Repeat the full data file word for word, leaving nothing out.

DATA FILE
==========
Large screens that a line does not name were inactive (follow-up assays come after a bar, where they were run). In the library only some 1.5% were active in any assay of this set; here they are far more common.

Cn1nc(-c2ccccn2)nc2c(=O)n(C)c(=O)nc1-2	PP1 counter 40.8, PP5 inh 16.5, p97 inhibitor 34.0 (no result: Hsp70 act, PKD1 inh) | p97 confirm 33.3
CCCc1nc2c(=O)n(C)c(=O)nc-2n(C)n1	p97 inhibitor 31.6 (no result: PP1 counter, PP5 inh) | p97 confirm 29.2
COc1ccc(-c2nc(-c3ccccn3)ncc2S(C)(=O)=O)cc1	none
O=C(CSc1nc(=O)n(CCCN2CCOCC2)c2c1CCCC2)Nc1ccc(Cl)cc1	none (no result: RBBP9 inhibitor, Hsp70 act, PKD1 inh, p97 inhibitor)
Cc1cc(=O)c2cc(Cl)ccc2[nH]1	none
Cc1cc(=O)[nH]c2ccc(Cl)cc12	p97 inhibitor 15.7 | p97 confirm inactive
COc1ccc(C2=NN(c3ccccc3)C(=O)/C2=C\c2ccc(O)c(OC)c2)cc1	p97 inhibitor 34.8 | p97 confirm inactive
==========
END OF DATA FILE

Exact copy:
Large screens that a line does not name were inactive (follow-up assays come after a bar, where they were run). In the library only some 1.5% were active in any assay of this set; here they are far more common.

Cn1nc(-c2ccccn2)nc2c(=O)n(C)c(=O)nc1-2	PP1 counter 40.8, PP5 inh 16.5, p97 inhibitor 34.0 (no result: Hsp70 act, PKD1 inh) | p97 confirm 33.3
CCCc1nc2c(=O)n(C)c(=O)nc-2n(C)n1	p97 inhibitor 31.6 (no result: PP1 counter, PP5 inh) | p97 confirm 29.2
COc1ccc(-c2nc(-c3ccccn3)ncc2S(C)(=O)=O)cc1	none
O=C(CSc1nc(=O)n(CCCN2CCOCC2)c2c1CCCC2)Nc1ccc(Cl)cc1	none (no result: RBBP9 inhibitor, Hsp70 act, PKD1 inh, p97 inhibitor)
Cc1cc(=O)c2cc(Cl)ccc2[nH]1	none
Cc1cc(=O)[nH]c2ccc(Cl)cc12	p97 inhibitor 15.7 | p97 confirm inactive
COc1ccc(C2=NN(c3ccccc3)C(=O)/C2=C\c2ccc(O)c(OC)c2)cc1	p97 inhibitor 34.8 | p97 confirm inactive